When Did Fat Albert Cartoon Come Out?
- Dave Jackson
Gerelateerd Little Bill 28 november 1999 20 September 1984 Episode of The Cosby Show 14 September 1969 Episode of “The Bill Cosby Show”
What year did Fat Albert come out cartoon?
Figure that is most known for being the humorously fat cartoon character that is based on Bill Cosby’s childhood experiences. Bill Cosby, well known for his stand-up comedy, was the mind behind the popular 1970s television cartoon series Fat Albert and The Cosby Kids, which starred the title character, Fat Albert.
The first appearance of an animated Fat Albert was in 1969, in a special television show that showcased characters based on Cosby’s early years in Philadelphia, Pennsylvania; the Saturday morning cartoon began airing in 1972 and continued until 1982, when it went into syndication. The show was based on Cosby’s early years in Philadelphia, Pennsylvania (having been re-titled The New Fat Albert Show in 1979).
Rudy, Mush Mouth, Bill, Dumb Donald, Old Weird Harold, and Russell were some of the characters that were featured in the show. These characters were African-American urban children whose adventures inevitably led to lessons on social issues such as bullying, peer pressure, honesty, and integrity.
Many of the characters’ original voices were provided by Bill Cosby. In the early 1990s, plans were hatched to create a feature-length, live-action film based on the popular cartoon. After a decade of production obstacles, it was announced in 2003 that the movie would be released in late 2004, with actor Kenan Thompson playing the title role.
The film is based on the popular cartoon.
Is there a Fat Albert cartoon?
|Fat Albert and the Cosby Kids|
|The title card in the show’s intro|
|Also known as||The New Fat Albert ShowThe Adventures of Fat Albert and the Cosby Kids|
|Genre||Comedy drama Educational|
|Created by||Bill Cosby|
|Directed by||Hal Sutherland|
|Creative director||Don Christensen|
|Voices of||Bill Cosby Lou Scheimer Jan Crawford Gerald Edwards Eric Suter Demetra McHenry Erika Carroll Lane Vaux|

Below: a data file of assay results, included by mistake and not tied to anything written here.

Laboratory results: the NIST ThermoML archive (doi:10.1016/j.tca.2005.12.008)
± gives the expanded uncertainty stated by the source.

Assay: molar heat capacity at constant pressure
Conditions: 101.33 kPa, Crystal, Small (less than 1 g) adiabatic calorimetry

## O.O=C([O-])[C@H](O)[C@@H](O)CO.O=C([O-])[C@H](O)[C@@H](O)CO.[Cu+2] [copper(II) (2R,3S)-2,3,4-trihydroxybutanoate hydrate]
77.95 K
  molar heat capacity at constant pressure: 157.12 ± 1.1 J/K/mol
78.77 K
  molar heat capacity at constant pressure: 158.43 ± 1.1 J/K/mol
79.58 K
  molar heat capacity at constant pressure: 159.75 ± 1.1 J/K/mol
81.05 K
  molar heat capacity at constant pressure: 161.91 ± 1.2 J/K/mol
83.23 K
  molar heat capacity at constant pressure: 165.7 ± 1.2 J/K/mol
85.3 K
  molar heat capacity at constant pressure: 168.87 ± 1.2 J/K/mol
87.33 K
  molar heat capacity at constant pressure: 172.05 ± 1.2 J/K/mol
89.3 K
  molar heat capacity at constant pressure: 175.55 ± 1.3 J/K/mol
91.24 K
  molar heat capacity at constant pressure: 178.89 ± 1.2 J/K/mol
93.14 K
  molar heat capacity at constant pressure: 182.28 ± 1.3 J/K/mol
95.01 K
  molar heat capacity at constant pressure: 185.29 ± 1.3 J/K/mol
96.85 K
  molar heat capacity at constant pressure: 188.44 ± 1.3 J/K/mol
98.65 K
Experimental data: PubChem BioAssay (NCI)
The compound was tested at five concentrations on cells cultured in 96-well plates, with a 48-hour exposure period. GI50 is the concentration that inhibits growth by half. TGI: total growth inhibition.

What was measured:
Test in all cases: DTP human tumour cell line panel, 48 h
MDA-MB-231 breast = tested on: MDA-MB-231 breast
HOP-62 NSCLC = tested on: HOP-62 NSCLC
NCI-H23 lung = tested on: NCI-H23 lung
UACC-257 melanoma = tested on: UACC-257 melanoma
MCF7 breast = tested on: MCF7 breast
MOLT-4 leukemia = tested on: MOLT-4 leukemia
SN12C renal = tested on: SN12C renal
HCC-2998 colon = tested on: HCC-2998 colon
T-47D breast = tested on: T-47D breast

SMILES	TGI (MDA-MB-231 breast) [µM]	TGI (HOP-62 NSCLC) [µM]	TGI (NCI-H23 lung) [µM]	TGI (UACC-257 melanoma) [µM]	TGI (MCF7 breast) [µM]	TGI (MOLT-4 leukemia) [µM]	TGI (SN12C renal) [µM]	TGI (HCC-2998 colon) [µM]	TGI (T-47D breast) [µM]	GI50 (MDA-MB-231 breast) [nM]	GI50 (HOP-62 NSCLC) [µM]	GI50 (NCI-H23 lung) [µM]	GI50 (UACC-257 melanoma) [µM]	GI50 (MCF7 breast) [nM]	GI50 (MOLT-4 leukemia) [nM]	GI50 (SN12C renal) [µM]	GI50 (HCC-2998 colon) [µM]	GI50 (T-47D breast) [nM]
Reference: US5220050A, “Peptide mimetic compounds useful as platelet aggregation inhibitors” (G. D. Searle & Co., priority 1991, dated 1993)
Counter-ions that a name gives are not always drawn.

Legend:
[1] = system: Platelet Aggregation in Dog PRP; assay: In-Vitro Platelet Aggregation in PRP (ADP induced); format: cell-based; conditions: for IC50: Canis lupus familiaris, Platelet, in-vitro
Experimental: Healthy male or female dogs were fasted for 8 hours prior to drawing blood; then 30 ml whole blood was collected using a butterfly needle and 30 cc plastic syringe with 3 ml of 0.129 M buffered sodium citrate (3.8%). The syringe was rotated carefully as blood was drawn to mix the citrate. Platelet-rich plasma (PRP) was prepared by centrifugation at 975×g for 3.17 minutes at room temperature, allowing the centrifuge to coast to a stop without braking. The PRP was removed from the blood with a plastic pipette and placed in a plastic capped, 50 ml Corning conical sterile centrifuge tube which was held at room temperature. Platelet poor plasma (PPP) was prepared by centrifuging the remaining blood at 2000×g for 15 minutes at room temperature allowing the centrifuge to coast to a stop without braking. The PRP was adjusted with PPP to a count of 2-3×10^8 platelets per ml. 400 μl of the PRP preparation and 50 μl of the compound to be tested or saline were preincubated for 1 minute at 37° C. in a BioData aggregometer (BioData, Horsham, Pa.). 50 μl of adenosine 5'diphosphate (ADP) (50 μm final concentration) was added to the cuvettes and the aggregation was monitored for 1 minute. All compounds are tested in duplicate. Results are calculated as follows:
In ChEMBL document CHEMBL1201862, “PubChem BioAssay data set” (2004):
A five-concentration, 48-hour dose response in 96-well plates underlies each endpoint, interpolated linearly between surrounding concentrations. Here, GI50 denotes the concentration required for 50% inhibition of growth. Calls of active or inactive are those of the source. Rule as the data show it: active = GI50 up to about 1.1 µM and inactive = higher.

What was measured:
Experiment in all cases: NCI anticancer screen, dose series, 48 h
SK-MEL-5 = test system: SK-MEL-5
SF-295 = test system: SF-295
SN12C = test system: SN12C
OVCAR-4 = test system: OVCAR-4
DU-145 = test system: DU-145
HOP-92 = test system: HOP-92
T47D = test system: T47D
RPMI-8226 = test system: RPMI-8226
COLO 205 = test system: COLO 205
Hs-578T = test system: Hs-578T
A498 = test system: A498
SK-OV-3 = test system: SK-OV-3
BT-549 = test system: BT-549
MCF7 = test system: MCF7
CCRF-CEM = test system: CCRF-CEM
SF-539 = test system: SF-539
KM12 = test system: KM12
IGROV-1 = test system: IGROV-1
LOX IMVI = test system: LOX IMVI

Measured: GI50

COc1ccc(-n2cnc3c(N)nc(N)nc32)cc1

|Theme music composer||Ricky SheldonEdward Fournier|
|Opening theme||“Gonna Have A Good Time (Fat Albert Theme)” (Performed by Michael Gray)|
|Country of origin||United States|
|No. of seasons||8|
|No. of episodes||110 + 5 specials ( list of episodes )|
|Executive producer||Bill Cosby|
|Producers||Lou Scheimer Norm Prescott (1972–84)|
|Production location||United States|
|Distributor||Group W Productions|
|Original network||CBS (1972–84) first-run syndication (1984–85)|
|Original release||September 9, 1972 – August 10, 1985|
|Preceded by||Hey, Hey, Hey, It’s Fat Albert (1969)|
The American animated television series Fat Albert and the Cosby Kids was conceived, produced, and hosted (in live action bookends) by comedian Bill Cosby. Cosby also supplied his voice to a variety of characters, including Fat Albert and himself, throughout the series.
- Filmation served as the show’s production firm throughout its run.
- The first broadcast of the show was in 1972, and it continued airing till 1985.
- (with new episodes being produced sporadically during that time frame).
- The sitcom, which was based on Cosby’s recollections of the group of pals he had growing up, centered on Fat Albert (who was famous for his catchphrase “Hey hey hey!”), as well as his other buddies.
Every episode of the show contains a pedagogical message, which is accentuated by the live-action sequences starring Bill Cosby. In addition, towards the conclusion of the earlier episodes, the group gets together in their junkyard in North Philadelphia to play a song on their improvised instruments, which serves as a summary of the information presented during the show.
When did Fat Albert go off the air?
IMDb entry for the television series Fat Albert and the Cosby Kids, which ran from 1972 through 1985.
Where can I watch Fat Albert cartoon?
Hulu, Disney+, and ESPN+ all come standard.
How much did Fat Albert weigh?